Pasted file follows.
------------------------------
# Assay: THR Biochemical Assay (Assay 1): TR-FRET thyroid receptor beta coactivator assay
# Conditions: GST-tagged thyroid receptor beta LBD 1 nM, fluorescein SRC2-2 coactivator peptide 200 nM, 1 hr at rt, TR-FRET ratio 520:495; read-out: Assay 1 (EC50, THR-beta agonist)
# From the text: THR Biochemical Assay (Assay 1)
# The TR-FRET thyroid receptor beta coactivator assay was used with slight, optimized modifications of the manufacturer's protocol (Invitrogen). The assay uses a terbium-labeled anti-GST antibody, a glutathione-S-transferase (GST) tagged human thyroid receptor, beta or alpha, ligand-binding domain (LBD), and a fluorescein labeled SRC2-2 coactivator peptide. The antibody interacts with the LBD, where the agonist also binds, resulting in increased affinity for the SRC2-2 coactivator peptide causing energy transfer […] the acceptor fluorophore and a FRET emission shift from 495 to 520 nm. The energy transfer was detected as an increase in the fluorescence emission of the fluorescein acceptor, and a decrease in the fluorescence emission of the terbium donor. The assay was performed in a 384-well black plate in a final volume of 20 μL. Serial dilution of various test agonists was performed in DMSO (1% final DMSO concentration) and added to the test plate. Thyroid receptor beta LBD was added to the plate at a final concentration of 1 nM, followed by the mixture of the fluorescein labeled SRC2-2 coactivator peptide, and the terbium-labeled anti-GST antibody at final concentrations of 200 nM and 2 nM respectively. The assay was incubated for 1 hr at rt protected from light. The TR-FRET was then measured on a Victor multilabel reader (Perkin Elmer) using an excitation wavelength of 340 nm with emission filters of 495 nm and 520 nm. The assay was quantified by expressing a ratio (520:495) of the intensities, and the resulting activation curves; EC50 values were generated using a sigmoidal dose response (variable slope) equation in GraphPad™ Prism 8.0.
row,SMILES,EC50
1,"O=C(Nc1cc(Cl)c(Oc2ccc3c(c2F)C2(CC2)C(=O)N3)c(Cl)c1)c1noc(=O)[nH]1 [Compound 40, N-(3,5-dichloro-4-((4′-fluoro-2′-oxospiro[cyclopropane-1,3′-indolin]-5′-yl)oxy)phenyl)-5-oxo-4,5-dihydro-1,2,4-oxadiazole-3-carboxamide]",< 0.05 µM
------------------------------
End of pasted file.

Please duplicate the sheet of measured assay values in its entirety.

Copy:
# Assay: THR Biochemical Assay (Assay 1): TR-FRET thyroid receptor beta coactivator assay
# Conditions: GST-tagged thyroid receptor beta LBD 1 nM, fluorescein SRC2-2 coactivator peptide 200 nM, 1 hr at rt, TR-FRET ratio 520:495; read-out: Assay 1 (EC50, THR-beta agonist)
# From the text: THR Biochemical Assay (Assay 1)
# The TR-FRET thyroid receptor beta coactivator assay was used with slight, optimized modifications of the manufacturer's protocol (Invitrogen). The assay uses a terbium-labeled anti-GST antibody, a glutathione-S-transferase (GST) tagged human thyroid receptor, beta or alpha, ligand-binding domain (LBD), and a fluorescein labeled SRC2-2 coactivator peptide. The antibody interacts with the LBD, where the agonist also binds, resulting in increased affinity for the SRC2-2 coactivator peptide causing energy transfer […] the acceptor fluorophore and a FRET emission shift from 495 to 520 nm. The energy transfer was detected as an increase in the fluorescence emission of the fluorescein acceptor, and a decrease in the fluorescence emission of the terbium donor. The assay was performed in a 384-well black plate in a final volume of 20 μL. Serial dilution of various test agonists was performed in DMSO (1% final DMSO concentration) and added to the test plate. Thyroid receptor beta LBD was added to the plate at a final concentration of 1 nM, followed by the mixture of the fluorescein labeled SRC2-2 coactivator peptide, and the terbium-labeled anti-GST antibody at final concentrations of 200 nM and 2 nM respectively. The assay was incubated for 1 hr at rt protected from light. The TR-FRET was then measured on a Victor multilabel reader (Perkin Elmer) using an excitation wavelength of 340 nm with emission filters of 495 nm and 520 nm. The assay was quantified by expressing a ratio (520:495) of the intensities, and the resulting activation curves; EC50 values were generated using a sigmoidal dose response (variable slope) equation in GraphPad™ Prism 8.0.
row,SMILES,EC50
1,"O=C(Nc1cc(Cl)c(Oc2ccc3c(c2F)C2(CC2)C(=O)N3)c(Cl)c1)c1noc(=O)[nH]1 [Compound 40, N-(3,5-dichloro-4-((4′-fluoro-2′-oxospiro[cyclopropane-1,3′-indolin]-5′-yl)oxy)phenyl)-5-oxo-4,5-dihydro-1,2,4-oxadiazole-3-carboxamide]",< 0.05 µM